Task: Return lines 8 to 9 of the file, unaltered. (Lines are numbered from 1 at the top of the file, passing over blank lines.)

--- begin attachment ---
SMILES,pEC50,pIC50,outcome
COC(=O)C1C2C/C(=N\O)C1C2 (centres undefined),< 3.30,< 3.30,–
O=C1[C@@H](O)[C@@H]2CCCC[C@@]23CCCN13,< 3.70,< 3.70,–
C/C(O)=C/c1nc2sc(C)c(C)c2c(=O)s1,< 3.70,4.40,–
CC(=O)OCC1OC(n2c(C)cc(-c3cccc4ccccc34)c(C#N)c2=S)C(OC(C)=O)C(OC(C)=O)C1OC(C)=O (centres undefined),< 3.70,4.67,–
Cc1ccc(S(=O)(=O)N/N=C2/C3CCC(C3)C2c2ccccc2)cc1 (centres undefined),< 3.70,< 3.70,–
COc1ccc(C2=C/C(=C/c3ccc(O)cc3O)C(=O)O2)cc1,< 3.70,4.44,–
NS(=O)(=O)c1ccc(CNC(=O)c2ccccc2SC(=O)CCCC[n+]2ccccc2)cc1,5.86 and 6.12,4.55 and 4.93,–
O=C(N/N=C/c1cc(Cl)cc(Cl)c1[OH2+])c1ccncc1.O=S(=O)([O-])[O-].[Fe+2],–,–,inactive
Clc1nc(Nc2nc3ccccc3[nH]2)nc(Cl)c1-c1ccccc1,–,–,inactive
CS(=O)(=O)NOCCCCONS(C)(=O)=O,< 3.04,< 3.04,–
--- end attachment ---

NS(=O)(=O)c1ccc(CNC(=O)c2ccccc2SC(=O)CCCC[n+]2ccccc2)cc1,5.86 and 6.12,4.55 and 4.93,–
O=C(N/N=C/c1cc(Cl)cc(Cl)c1[OH2+])c1ccncc1.O=S(=O)([O-])[O-].[Fe+2],–,–,inactive